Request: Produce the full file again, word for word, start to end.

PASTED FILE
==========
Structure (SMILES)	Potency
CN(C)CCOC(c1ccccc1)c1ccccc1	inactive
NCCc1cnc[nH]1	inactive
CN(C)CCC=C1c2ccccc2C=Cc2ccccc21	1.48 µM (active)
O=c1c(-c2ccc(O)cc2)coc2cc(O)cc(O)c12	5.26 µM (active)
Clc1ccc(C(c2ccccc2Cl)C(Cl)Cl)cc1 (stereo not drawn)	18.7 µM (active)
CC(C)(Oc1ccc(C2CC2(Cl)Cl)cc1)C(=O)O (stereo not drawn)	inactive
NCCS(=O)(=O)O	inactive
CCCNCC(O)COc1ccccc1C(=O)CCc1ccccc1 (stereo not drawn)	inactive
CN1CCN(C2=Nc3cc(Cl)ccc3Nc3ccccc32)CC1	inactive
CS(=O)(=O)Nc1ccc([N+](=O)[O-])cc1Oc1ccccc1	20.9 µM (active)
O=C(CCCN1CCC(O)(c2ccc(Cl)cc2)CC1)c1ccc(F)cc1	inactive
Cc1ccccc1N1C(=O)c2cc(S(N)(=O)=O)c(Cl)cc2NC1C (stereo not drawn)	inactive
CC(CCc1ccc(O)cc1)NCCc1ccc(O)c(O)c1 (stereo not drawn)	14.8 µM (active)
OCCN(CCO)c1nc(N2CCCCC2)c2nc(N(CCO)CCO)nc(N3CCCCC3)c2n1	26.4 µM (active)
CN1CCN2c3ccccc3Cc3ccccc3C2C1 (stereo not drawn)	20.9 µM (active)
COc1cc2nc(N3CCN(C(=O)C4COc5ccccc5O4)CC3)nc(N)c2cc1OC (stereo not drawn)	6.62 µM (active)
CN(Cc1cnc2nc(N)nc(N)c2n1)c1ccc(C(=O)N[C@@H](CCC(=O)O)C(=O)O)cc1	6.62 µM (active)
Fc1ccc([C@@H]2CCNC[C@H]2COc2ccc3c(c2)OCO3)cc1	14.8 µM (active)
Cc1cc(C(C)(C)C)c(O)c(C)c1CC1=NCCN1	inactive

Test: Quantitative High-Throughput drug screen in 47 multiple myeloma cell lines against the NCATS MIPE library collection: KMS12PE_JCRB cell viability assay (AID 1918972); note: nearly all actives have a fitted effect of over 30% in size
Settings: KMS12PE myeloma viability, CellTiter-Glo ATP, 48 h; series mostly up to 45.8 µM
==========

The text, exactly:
Structure (SMILES)	Potency
CN(C)CCOC(c1ccccc1)c1ccccc1	inactive
NCCc1cnc[nH]1	inactive
CN(C)CCC=C1c2ccccc2C=Cc2ccccc21	1.48 µM (active)
O=c1c(-c2ccc(O)cc2)coc2cc(O)cc(O)c12	5.26 µM (active)
Clc1ccc(C(c2ccccc2Cl)C(Cl)Cl)cc1 (stereo not drawn)	18.7 µM (active)
CC(C)(Oc1ccc(C2CC2(Cl)Cl)cc1)C(=O)O (stereo not drawn)	inactive
NCCS(=O)(=O)O	inactive
CCCNCC(O)COc1ccccc1C(=O)CCc1ccccc1 (stereo not drawn)	inactive
CN1CCN(C2=Nc3cc(Cl)ccc3Nc3ccccc32)CC1	inactive
CS(=O)(=O)Nc1ccc([N+](=O)[O-])cc1Oc1ccccc1	20.9 µM (active)
O=C(CCCN1CCC(O)(c2ccc(Cl)cc2)CC1)c1ccc(F)cc1	inactive
Cc1ccccc1N1C(=O)c2cc(S(N)(=O)=O)c(Cl)cc2NC1C (stereo not drawn)	inactive
CC(CCc1ccc(O)cc1)NCCc1ccc(O)c(O)c1 (stereo not drawn)	14.8 µM (active)
OCCN(CCO)c1nc(N2CCCCC2)c2nc(N(CCO)CCO)nc(N3CCCCC3)c2n1	26.4 µM (active)
CN1CCN2c3ccccc3Cc3ccccc3C2C1 (stereo not drawn)	20.9 µM (active)
COc1cc2nc(N3CCN(C(=O)C4COc5ccccc5O4)CC3)nc(N)c2cc1OC (stereo not drawn)	6.62 µM (active)
CN(Cc1cnc2nc(N)nc(N)c2n1)c1ccc(C(=O)N[C@@H](CCC(=O)O)C(=O)O)cc1	6.62 µM (active)
Fc1ccc([C@@H]2CCNC[C@H]2COc2ccc3c(c2)OCO3)cc1	14.8 µM (active)
Cc1cc(C(C)(C)C)c(O)c(C)c1CC1=NCCN1	inactive

Test: Quantitative High-Throughput drug screen in 47 multiple myeloma cell lines against the NCATS MIPE library collection: KMS12PE_JCRB cell viability assay (AID 1918972); note: nearly all actives have a fitted effect of over 30% in size
Settings: KMS12PE myeloma viability, CellTiter-Glo ATP, 48 h; series mostly up to 45.8 µM